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Proceedings Paper

Enhanced cortical thickness measurements for rodent brains via Lagrangian-based RK4 streamline computation
Author(s): Joohwi Lee; Sun Hyung Kim; Ipek Oguz; Martin Styner
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Paper Abstract

The cortical thickness of the mammalian brain is an important morphological characteristic that can be used to investigate and observe the brain’s developmental changes that might be caused by biologically toxic substances such as ethanol or cocaine. Although various cortical thickness analysis methods have been proposed that are applicable for human brain and have developed into well-validated open-source software packages, cortical thickness analysis methods for rodent brains have not yet become as robust and accurate as those designed for human brains. Based on a previously proposed cortical thickness measurement pipeline for rodent brain analysis,1 we present an enhanced cortical thickness pipeline in terms of accuracy and anatomical consistency. First, we propose a Lagrangian-based computational approach in the thickness measurement step in order to minimize local truncation error using the fourth-order Runge-Kutta method. Second, by constructing a line object for each streamline of the thickness measurement, we can visualize the way the thickness is measured and achieve sub-voxel accuracy by performing geometric post-processing. Last, with emphasis on the importance of an anatomically consistent partial differential equation (PDE) boundary map, we propose an automatic PDE boundary map generation algorithm that is specific to rodent brain anatomy, which does not require manual labeling. The results show that the proposed cortical thickness pipeline can produce statistically significant regions that are not observed in the previous cortical thickness analysis pipeline.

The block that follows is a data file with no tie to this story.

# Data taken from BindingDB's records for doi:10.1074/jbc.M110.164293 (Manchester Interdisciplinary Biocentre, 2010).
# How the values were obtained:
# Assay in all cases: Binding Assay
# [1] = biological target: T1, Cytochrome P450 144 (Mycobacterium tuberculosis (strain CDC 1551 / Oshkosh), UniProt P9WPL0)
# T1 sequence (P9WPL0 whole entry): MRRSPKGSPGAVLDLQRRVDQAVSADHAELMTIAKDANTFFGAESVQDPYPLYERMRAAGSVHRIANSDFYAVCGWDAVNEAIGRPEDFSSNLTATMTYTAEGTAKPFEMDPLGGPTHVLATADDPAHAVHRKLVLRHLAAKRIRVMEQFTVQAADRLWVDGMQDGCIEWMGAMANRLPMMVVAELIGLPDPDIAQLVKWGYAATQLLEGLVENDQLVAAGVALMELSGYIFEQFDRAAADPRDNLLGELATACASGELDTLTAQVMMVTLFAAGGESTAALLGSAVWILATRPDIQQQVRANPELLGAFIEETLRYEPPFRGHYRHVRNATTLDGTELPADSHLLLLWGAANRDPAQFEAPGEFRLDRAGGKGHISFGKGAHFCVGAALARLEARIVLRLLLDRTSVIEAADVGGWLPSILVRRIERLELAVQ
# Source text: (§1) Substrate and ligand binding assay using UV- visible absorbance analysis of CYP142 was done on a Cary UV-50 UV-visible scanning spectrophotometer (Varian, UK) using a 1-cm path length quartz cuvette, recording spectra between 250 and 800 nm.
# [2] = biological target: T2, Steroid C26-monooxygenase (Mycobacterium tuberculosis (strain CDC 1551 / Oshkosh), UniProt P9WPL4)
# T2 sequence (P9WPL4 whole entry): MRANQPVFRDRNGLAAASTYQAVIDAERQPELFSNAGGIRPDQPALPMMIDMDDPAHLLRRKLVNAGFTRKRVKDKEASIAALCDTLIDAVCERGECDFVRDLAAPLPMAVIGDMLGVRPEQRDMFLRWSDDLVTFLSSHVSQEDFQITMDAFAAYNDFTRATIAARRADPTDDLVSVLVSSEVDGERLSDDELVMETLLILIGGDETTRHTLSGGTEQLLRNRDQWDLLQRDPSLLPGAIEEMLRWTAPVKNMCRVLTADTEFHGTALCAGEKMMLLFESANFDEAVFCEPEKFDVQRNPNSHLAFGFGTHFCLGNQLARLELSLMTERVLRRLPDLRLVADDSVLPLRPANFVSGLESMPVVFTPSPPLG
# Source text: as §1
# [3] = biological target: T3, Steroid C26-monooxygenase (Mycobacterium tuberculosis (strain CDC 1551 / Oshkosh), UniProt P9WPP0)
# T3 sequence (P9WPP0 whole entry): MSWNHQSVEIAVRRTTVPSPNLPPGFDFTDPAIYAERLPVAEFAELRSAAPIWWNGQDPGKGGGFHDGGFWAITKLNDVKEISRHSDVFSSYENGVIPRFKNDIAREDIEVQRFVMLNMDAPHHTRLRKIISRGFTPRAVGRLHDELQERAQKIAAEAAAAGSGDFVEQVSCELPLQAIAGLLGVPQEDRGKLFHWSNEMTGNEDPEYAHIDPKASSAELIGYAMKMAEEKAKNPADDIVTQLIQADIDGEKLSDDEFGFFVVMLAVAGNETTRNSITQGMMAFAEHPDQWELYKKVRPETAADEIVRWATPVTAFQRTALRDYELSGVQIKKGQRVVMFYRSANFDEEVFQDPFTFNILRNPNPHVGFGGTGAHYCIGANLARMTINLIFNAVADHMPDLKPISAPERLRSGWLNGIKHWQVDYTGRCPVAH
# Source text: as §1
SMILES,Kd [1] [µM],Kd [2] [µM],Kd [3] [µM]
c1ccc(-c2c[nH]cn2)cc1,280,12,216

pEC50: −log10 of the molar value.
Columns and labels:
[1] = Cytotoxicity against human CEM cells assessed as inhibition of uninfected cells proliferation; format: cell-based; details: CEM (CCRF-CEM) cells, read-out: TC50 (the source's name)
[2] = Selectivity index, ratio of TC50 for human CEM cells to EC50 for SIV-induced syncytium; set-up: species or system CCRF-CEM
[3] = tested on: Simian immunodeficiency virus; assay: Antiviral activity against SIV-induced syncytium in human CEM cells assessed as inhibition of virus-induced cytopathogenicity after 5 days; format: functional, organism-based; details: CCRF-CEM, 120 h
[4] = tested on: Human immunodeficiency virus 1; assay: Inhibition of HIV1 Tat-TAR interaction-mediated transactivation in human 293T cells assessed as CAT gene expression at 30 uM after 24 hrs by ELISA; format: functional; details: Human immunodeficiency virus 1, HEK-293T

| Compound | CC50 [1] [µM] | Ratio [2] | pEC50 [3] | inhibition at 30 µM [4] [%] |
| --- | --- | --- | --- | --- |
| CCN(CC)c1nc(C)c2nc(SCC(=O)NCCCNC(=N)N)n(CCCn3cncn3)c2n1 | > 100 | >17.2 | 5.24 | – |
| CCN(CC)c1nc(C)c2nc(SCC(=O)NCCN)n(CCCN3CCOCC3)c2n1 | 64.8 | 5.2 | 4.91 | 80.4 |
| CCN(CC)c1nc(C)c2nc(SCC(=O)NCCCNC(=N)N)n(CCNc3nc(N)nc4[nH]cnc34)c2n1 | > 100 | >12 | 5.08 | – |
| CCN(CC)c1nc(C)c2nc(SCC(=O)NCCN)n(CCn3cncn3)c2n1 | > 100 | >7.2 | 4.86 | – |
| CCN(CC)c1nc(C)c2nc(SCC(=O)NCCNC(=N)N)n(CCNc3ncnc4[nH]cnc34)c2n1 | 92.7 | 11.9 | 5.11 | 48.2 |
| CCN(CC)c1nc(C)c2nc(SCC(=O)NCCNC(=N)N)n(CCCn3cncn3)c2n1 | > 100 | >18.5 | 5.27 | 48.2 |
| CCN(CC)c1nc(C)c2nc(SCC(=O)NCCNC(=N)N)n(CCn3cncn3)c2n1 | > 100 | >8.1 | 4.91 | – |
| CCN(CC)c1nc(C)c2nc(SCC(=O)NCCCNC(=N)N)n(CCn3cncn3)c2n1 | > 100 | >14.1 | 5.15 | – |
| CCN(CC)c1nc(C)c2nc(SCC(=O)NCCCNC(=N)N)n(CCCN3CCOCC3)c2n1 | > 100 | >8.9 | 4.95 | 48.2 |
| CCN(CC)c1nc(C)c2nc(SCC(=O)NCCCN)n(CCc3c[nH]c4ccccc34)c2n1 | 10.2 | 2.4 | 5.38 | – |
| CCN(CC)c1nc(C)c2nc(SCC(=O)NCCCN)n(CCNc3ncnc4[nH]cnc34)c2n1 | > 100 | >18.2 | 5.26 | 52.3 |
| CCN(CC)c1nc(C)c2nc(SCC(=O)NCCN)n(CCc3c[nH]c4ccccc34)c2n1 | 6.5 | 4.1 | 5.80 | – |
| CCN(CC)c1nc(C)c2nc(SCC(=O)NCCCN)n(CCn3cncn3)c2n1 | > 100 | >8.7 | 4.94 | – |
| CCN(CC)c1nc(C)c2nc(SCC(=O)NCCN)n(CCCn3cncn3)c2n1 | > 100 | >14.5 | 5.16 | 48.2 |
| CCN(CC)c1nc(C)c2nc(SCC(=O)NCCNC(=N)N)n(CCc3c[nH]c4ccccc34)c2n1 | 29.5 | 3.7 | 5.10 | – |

Paper Details

Date Published: 21 March 2016
PDF: 10 pages
Proc. SPIE 9784, Medical Imaging 2016: Image Processing, 97840B (21 March 2016); doi: 10.1117/12.2216420
Show Author Affiliations
Joohwi Lee, The Univ. of North Carolina at Chapel Hill (United States)
Sun Hyung Kim, The Univ. of North Carolina at Chapel Hill (United States)
Ipek Oguz, The Univ. of Iowa (United States)
Martin Styner, The Univ. of North Carolina at Chapel Hill (United States)


Published in SPIE Proceedings Vol. 9784:
Medical Imaging 2016: Image Processing
Martin A. Styner; Elsa D. Angelini, Editor(s)

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